“Everybody makes mistakes, everybody has bad days.” As one of the lone fathers in a packed movie theater last weekend awaiting the start of the Hannah Montana & Miley Cyrus: Best of Both Worlds Concert in Disney Digital 3D, those lines from Hannah’s “Nobody’s Perfect” just about summed up my worries. Yet, aside from the difficulty of clearing my head of certain annoying lyrics, the event was great fun for my young Hannah fan, my eight-year-old daughter, Sara, and not nearly as painful for me as I thought it would be.
Hannah Montana’s recent tour sold out minutes after tickets sales went public. The 3-D movie version of the concert was Number One at the box office last weekend. The tour and film build upon the success of numerous albums and a popular Disney Channel series, in which Miley Cyrus, daughter of country singer Billy Ray Cyrus, plays a California teenager leading a secret life as a pop star. Songs like “Rock Star” and “I Got Nerve” and her theme song, “Best of Both Worlds,” are all encapsulated in lyrics about an “ordinary girl living in an extraordinary world.”
It’s also an extraordinarily loud world. On that score, I was happy to be spared attendance at the actual concert. Fortunately, the film does not duplicate the sound level of the concert itself, but one has the sense that the decibel level must rival what us old timers were accustomed to in concerts by The Who, Slade, and Zeppelin — to name three groups whose live performances likely harmed my own hearing. The noise at a Hannah Montana concert is, as a roadie comments, not so much from the music as from the audience, whose screams rival the sound of a jet engine.
Behind-the-scenes clips are interspersed through the concert footage. The clips cover Miley’s rigorous rehearsal program, her between-songs costume changes, and the pervasive role of her parents. There is some passing humor about the contrast between Miley’s skyrocketing career and the mediocre success of the singing career of her father, Billy Ray — a one-hit wonder with “Achy Breaky Heart.” Fans who are asked what they admire about Hannah, call her “pretty,” “smart,” and — from one father of enthusiastic fans — “a great role model.”
I wouldn’t go quite that far. Indeed, the insane hype and outrageous broker ticket prices are things parents ought to enjoy resisting. In a particularly egregious case of parental malfeasance, a Dallas mom entered her daughter in an essay contest for concert tickets. Not only did she make up a story, in her daughter’s voice, about having lost a father in Iraq, but after the fraud was exposed, she defended the act by saying that they were simply trying to win a contest and no one had specified that the essays had to be truthful. In the face of public outcry, she eventually apologized.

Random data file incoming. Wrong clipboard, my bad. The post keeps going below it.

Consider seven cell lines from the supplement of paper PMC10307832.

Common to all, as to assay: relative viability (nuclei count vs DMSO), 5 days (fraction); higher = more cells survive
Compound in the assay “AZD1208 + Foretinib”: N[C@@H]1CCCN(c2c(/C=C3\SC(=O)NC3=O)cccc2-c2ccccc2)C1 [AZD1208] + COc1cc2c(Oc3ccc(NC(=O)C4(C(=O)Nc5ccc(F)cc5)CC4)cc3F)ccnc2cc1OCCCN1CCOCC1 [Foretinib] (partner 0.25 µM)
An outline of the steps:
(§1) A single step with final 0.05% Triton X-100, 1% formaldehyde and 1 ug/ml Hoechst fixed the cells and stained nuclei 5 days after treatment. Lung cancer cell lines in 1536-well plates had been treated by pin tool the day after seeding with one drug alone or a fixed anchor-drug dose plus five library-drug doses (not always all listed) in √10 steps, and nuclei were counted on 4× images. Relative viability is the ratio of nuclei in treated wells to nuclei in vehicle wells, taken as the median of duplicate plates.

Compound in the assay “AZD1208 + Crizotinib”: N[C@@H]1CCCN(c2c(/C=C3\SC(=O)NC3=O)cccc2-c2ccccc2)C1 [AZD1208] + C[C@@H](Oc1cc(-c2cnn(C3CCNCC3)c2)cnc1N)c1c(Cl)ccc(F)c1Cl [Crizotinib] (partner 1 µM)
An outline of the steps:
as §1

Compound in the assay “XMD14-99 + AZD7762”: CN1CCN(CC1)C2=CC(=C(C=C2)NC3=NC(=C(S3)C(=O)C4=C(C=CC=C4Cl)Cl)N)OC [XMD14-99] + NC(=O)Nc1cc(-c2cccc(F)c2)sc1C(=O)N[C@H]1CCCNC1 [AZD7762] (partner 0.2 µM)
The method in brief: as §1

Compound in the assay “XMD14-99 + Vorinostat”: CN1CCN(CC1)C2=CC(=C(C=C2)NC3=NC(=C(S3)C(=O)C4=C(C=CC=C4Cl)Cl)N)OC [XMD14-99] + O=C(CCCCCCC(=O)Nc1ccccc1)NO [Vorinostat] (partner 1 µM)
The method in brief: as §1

Provided your family is sane enough to resist the temptation to turn entertainers (or athletes or politicians, for that matter) into role models, there is little objectionable in the concert itself. This is truly a show for pre-teen girls; it has happily none of the ambiguous sexuality of Britney Spear’s early videos. The most touching moment in the film is the backstage discussion between father and daughter about a song Miley wrote in memory of her deceased grandfather. Her subsequent performance of the song is genuinely moving.
The show itself is really quite something — lights, fireworks, and glitter but also multiple back-up singers and dancers, performing simultaneously on different levels. The whole thing has the feel of musical aerobics on steroids. The movie itself was short, had more variety than I anticipated, and the 3-D technology was astonishing. Asked what she liked best, my daughter said she liked the music, the outfits, the 3-D, which made it seem “like Hannah was really in the room,” and — best of all, she says with a slight smile — “watching Dad suffer.” Now that I can appreciate.
— Thomas Hibbs is distinguished professor of ethics and culture at Baylor University and author of the forthcoming book, Arts of Darkness.